Media

Media

When portraying mental illness and psychotherapy, the media tends to get it wrong — a lot — which has far-reaching results. Inaccurate depictions fuel stigma and may prevent people from seeking help. “There are people out there who could benefit from therapy but don’t go because they think it’s just for ‘crazy’ people or think all therapists are nuts — because that’s what they see in the media,” said Ryan Howes, Ph.D, a psychologist, writer and professor in Pasadena, California.

When a tragic or violent act happens, the news media tends to exaggerate mental illness and depict it negatively, according to Jeffrey Sumber, MA, LCPC, a Chicago psychotherapist, author and teacher. “In circumstances such as a school shooting or the Giffords shooting, the person’s mental illness is portrayed as something dark and dangerous,” he noted.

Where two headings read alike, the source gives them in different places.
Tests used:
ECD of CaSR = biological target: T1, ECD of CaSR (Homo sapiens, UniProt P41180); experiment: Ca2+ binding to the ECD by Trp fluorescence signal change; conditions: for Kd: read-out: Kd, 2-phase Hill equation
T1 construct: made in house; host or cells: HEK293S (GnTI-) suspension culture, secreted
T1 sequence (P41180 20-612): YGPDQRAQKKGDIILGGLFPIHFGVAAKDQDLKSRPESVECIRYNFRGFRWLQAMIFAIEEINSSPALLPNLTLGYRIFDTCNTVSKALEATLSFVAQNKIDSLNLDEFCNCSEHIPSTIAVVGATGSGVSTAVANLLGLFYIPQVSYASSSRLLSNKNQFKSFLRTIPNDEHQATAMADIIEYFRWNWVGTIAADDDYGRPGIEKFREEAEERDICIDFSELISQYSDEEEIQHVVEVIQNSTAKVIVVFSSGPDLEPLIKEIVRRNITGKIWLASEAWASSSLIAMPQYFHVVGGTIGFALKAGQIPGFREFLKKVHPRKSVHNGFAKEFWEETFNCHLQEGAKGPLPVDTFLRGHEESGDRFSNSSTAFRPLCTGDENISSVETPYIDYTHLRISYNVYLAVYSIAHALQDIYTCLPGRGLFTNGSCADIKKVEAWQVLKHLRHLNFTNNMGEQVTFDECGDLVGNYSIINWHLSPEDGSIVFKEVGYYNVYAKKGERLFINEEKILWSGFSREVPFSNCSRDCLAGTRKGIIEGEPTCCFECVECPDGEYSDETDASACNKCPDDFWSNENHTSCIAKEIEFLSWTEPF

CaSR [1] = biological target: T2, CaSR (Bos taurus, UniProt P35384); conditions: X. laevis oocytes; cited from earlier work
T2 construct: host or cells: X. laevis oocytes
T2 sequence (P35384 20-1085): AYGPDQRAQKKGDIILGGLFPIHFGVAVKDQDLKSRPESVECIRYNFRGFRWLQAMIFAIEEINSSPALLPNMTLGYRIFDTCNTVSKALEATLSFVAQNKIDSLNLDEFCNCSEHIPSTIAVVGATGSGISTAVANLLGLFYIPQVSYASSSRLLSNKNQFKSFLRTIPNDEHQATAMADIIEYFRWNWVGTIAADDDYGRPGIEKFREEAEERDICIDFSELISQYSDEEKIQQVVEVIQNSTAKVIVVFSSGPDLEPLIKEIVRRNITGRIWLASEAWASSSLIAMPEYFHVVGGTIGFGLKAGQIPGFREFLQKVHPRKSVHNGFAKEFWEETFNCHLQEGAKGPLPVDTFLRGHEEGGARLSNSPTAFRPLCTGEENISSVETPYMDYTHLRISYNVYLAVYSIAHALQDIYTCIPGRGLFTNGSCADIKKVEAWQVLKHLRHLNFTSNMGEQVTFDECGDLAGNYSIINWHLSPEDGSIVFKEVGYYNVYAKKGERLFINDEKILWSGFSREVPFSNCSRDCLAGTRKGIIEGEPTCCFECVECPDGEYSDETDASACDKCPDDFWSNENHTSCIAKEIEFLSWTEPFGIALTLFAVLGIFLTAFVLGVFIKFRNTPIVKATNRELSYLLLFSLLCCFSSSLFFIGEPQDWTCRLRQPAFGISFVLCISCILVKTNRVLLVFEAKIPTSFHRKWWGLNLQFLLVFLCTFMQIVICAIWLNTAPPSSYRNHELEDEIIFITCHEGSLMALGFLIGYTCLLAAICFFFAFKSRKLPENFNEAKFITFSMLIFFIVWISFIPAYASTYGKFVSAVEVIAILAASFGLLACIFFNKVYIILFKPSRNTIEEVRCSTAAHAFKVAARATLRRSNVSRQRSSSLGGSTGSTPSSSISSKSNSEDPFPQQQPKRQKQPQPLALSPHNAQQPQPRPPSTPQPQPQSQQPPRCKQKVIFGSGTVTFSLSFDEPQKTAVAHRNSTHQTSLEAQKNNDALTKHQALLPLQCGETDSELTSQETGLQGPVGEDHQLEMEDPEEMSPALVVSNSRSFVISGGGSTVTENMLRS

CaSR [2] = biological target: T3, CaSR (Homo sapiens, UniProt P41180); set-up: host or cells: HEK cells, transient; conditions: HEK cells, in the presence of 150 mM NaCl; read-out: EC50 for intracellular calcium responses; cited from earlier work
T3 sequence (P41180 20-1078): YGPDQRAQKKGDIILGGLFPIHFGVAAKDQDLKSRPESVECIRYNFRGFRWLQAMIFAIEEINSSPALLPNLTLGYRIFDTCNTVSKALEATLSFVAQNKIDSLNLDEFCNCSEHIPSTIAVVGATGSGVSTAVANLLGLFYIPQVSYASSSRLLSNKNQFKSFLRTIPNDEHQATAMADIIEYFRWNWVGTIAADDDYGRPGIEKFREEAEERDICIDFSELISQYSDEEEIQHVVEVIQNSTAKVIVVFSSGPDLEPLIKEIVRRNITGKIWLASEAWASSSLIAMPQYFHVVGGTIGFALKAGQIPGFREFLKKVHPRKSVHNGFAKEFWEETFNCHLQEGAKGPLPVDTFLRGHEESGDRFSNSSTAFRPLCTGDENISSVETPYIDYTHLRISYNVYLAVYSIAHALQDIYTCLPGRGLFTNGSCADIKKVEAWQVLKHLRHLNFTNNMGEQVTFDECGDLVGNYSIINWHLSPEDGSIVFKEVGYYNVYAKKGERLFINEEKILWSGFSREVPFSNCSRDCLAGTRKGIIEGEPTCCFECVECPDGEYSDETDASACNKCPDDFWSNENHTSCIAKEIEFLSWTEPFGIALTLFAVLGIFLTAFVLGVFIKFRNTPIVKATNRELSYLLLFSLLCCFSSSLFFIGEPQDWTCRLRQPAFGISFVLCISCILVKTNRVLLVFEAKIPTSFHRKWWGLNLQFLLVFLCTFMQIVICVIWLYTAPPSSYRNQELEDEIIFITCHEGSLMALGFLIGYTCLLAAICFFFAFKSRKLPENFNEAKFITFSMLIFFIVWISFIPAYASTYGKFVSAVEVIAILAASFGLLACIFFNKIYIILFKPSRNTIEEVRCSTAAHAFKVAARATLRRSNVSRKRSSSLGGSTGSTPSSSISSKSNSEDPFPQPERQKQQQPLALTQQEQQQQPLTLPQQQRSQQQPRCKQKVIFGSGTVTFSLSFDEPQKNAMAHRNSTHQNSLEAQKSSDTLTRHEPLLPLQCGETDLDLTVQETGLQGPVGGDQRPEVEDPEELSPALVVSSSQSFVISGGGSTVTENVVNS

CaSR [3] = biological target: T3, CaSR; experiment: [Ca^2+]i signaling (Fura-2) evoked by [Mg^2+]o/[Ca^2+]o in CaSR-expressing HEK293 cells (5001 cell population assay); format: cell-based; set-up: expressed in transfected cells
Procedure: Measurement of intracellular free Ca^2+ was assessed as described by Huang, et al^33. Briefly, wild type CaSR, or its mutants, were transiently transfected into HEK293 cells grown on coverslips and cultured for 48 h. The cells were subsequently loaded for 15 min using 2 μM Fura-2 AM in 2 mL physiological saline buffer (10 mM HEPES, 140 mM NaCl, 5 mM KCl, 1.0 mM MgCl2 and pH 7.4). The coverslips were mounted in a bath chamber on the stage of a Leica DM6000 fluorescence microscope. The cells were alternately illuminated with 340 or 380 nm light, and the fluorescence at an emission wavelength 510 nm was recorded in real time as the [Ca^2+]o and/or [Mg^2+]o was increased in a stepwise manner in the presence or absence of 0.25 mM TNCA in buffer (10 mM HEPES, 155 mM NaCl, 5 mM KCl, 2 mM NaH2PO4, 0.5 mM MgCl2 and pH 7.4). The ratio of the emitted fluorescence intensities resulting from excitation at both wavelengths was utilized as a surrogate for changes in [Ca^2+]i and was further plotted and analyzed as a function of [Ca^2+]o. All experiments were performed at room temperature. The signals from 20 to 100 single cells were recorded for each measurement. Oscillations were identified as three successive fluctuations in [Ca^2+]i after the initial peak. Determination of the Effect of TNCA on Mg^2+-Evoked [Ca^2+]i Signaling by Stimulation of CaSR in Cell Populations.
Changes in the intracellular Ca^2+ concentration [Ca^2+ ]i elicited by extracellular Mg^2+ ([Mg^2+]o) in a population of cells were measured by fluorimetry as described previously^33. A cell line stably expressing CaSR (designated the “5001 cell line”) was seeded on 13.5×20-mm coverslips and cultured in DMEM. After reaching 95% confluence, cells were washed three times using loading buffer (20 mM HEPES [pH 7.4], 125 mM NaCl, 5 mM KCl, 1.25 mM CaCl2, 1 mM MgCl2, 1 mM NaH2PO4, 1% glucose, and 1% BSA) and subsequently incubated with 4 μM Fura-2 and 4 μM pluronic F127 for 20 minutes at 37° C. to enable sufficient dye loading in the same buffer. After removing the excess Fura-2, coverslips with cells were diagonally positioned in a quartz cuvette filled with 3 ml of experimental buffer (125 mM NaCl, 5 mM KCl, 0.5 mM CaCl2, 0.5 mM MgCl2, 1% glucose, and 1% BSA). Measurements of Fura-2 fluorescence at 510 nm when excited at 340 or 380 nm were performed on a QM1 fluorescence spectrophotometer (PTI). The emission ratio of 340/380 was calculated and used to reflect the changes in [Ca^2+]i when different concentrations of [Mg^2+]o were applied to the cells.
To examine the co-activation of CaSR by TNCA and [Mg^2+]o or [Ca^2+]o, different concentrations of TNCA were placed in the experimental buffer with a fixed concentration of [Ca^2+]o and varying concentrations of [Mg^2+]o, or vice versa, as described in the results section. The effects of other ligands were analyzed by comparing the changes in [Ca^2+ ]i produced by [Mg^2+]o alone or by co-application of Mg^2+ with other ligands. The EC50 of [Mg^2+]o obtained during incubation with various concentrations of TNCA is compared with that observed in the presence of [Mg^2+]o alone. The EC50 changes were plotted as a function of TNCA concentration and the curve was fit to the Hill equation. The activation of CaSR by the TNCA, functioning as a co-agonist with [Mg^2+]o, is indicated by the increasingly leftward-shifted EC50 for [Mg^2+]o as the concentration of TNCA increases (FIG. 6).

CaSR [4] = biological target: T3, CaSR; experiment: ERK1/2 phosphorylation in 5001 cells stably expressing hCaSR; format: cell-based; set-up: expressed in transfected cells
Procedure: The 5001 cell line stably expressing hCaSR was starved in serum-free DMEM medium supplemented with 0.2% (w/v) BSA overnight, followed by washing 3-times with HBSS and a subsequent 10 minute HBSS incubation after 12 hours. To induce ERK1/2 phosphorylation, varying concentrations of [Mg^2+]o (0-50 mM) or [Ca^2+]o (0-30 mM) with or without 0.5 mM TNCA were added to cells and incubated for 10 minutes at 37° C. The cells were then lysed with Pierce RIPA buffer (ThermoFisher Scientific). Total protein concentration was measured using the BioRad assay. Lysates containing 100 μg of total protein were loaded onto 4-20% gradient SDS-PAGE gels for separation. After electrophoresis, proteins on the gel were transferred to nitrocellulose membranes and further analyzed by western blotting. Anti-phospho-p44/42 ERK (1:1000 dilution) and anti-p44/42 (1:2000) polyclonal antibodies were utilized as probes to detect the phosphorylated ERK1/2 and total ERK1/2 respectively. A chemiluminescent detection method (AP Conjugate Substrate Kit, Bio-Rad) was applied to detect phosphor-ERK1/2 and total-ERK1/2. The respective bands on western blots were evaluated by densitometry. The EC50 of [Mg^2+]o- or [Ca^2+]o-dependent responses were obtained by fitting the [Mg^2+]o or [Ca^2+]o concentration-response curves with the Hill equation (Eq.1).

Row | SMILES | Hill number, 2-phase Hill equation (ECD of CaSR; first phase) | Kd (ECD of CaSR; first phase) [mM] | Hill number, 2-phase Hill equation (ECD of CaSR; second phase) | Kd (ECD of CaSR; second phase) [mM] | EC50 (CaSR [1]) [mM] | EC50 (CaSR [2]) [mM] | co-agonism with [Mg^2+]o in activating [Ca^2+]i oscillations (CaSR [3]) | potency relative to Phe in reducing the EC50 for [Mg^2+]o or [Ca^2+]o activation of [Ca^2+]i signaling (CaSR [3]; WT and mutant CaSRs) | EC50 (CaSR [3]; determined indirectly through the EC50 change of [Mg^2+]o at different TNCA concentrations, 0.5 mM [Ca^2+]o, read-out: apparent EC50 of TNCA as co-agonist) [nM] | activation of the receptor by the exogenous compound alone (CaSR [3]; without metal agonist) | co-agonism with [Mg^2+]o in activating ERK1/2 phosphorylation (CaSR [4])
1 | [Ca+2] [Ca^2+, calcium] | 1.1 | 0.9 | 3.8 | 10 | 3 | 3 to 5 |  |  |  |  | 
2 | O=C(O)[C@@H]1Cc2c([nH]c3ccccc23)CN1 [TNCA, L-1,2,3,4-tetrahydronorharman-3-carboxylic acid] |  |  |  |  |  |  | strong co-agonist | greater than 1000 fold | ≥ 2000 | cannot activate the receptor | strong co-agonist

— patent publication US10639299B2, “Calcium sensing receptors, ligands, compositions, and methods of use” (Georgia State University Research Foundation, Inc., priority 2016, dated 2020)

Join Our Team – New Digital Media Strategist Position

Join the Hogg Foundation and lead our team in social media, email marketing and website management. This position will be responsible for managing digital platforms and distributing content that advances communication efforts and supports the Hogg Foundation brand. Love creating multimedia campaigns, staying up to date with social media trends, and diving into data to Read more

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